ARTIST and sculptor Kerry Smith-Taughkin has designed a “Dementia Koala” to take its place on the Hello Koalas Sculpture Trail to be launched in September.
Port Macquarie-Hastings Dementia Friendly Steering Committee adopted a series of measures late last year to make our area the first dementia friendly community in NSW.
Now, with the support of committee chair Leslie Williams, and executive director Arts and Health Australia Margret Meagher, funding has been secured from NSW Premier Barry O’Farrell and the state government for sponsorship of the Dementia Koala.
Smith-Taughkin, from Melbourne, has participated in community workshops on honouring the elderly and has friends whose parents suffer with the condition.
“One of the common visuals people use to describe it [dementia] is as pieces of a puzzle missing,” Smith-Taughkin said.
“ Blue is evidently a soothing, healing colour and the young blue eyes and clouds represent the suspended state of consciousness where Childhood memories seem to outlast current memories.
“I wanted to create a dementia koala that was easy for people to approach.”
She said the key is a visual invitation for people to pick it up and put it in the keyhole before all the pieces are gone. Hopefully more people will find a better way of engaging with sufferers, she said.
“I am so excited that “Dementia - Looking for the key” has been chosen and hope it leaves people with a more positive outlook about the future of dealing with dementia.”
The state electorate area of Port Macquarie ranks second out of 93 electorates for the highest prevalence of dementia.
Early last month a series of workshops sought input from people and their carers, who are living with dementia every day, on how we can become more dementia friendly.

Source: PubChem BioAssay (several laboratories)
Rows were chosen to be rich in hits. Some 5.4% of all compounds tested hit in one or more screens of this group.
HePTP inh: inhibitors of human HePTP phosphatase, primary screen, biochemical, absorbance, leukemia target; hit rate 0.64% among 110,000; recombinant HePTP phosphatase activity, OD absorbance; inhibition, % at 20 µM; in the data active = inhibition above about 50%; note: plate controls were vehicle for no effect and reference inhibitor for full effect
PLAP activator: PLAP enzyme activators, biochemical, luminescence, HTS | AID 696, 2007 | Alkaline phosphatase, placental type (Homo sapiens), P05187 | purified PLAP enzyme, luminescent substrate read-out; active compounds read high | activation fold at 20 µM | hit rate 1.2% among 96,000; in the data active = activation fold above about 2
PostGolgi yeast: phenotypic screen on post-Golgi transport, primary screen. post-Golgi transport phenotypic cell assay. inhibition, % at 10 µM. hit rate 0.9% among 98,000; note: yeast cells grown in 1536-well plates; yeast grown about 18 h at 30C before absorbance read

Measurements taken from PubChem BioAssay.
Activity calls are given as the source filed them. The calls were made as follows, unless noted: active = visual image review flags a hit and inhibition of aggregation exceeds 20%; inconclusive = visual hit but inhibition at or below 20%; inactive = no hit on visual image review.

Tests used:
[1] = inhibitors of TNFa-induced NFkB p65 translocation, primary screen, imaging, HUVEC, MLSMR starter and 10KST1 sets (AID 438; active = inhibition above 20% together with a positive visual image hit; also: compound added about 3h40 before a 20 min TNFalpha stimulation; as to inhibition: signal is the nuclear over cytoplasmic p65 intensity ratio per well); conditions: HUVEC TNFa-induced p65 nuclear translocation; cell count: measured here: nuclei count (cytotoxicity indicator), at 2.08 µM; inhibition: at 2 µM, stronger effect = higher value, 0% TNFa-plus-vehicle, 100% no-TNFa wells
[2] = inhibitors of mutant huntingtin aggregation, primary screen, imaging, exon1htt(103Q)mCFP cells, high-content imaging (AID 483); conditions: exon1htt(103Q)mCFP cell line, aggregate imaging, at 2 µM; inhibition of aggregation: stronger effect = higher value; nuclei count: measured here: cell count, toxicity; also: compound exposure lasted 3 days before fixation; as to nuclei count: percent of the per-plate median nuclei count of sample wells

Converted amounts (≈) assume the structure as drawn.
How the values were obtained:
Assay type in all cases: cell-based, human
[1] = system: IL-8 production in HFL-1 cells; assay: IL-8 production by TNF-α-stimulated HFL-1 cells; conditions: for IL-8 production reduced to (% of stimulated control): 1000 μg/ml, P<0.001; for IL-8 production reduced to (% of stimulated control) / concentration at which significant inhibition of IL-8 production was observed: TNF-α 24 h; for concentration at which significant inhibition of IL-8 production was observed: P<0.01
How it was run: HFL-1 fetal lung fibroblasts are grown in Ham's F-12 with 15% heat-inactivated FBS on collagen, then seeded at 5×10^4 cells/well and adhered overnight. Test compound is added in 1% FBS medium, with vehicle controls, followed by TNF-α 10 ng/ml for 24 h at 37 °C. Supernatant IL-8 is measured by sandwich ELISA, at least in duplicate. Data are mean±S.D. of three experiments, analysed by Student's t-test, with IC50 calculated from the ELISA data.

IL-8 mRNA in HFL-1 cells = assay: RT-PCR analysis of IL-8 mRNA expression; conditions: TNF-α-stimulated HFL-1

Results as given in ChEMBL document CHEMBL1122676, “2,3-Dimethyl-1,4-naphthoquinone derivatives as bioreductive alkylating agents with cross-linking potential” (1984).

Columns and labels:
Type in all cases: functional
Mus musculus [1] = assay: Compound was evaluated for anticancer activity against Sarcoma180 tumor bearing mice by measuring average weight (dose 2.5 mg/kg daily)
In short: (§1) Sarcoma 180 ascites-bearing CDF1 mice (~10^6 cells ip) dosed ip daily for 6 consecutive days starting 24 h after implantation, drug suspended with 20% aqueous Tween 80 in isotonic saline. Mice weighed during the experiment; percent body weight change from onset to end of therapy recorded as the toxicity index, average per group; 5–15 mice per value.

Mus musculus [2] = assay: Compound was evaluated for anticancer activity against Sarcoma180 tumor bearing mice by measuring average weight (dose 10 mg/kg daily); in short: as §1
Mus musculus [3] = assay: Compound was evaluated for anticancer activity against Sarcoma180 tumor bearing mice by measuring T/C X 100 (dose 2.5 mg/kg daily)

Local member Leslie Williams is co-convener of the NSW Parliamentary Friends of Dementia and has said tackling dementia is one of her highest priorities.
“I am proud that, as a community, we are creating a model for developing dementia friendly communities in NSW and the sculpture project is helping us to achieve this,” Mrs Williams said.
Arts and Health Australia, which initiated the Hello Koalas project, is dedicated to advocating the use of the arts and creativity to enhance health and well being.
“Everyone loves the koala. The Hello Koalas Sculpture Project is a perfect match of artistic practice, cultural tourism, scientific research and an Australian icon that’s a true local identity,” Mrs Meagher said.
The project is the first of its kind to be long term with multiple layers of community involvement.
One special element of the project is an art, poetry and dementia program, to foster collaboration between school children and those with dementia, to come up with designs inspired by Australian poetry for life size koala sculptures.